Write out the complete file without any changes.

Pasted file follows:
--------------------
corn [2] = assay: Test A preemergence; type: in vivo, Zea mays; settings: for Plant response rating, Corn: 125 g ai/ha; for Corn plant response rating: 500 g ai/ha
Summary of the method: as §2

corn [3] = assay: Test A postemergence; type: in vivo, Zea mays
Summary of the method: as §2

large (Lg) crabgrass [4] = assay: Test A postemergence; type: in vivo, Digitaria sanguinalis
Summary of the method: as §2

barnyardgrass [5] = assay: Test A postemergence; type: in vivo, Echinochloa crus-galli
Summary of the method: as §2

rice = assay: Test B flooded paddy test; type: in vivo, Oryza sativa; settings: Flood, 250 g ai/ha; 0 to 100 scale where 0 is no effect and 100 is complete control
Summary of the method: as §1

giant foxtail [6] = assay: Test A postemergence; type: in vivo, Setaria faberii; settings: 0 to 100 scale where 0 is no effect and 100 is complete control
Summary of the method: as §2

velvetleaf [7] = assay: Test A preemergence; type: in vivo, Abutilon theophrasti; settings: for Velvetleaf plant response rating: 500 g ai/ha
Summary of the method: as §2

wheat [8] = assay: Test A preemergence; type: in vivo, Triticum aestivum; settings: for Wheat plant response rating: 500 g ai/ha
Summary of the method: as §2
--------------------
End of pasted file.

corn [2] = assay: Test A preemergence; type: in vivo, Zea mays; settings: for Plant response rating, Corn: 125 g ai/ha; for Corn plant response rating: 500 g ai/ha
Summary of the method: as §2

corn [3] = assay: Test A postemergence; type: in vivo, Zea mays
Summary of the method: as §2

large (Lg) crabgrass [4] = assay: Test A postemergence; type: in vivo, Digitaria sanguinalis
Summary of the method: as §2

barnyardgrass [5] = assay: Test A postemergence; type: in vivo, Echinochloa crus-galli
Summary of the method: as §2

rice = assay: Test B flooded paddy test; type: in vivo, Oryza sativa; settings: Flood, 250 g ai/ha; 0 to 100 scale where 0 is no effect and 100 is complete control
Summary of the method: as §1

giant foxtail [6] = assay: Test A postemergence; type: in vivo, Setaria faberii; settings: 0 to 100 scale where 0 is no effect and 100 is complete control
Summary of the method: as §2

velvetleaf [7] = assay: Test A preemergence; type: in vivo, Abutilon theophrasti; settings: for Velvetleaf plant response rating: 500 g ai/ha
Summary of the method: as §2

wheat [8] = assay: Test A preemergence; type: in vivo, Triticum aestivum; settings: for Wheat plant response rating: 500 g ai/ha
Summary of the method: as §2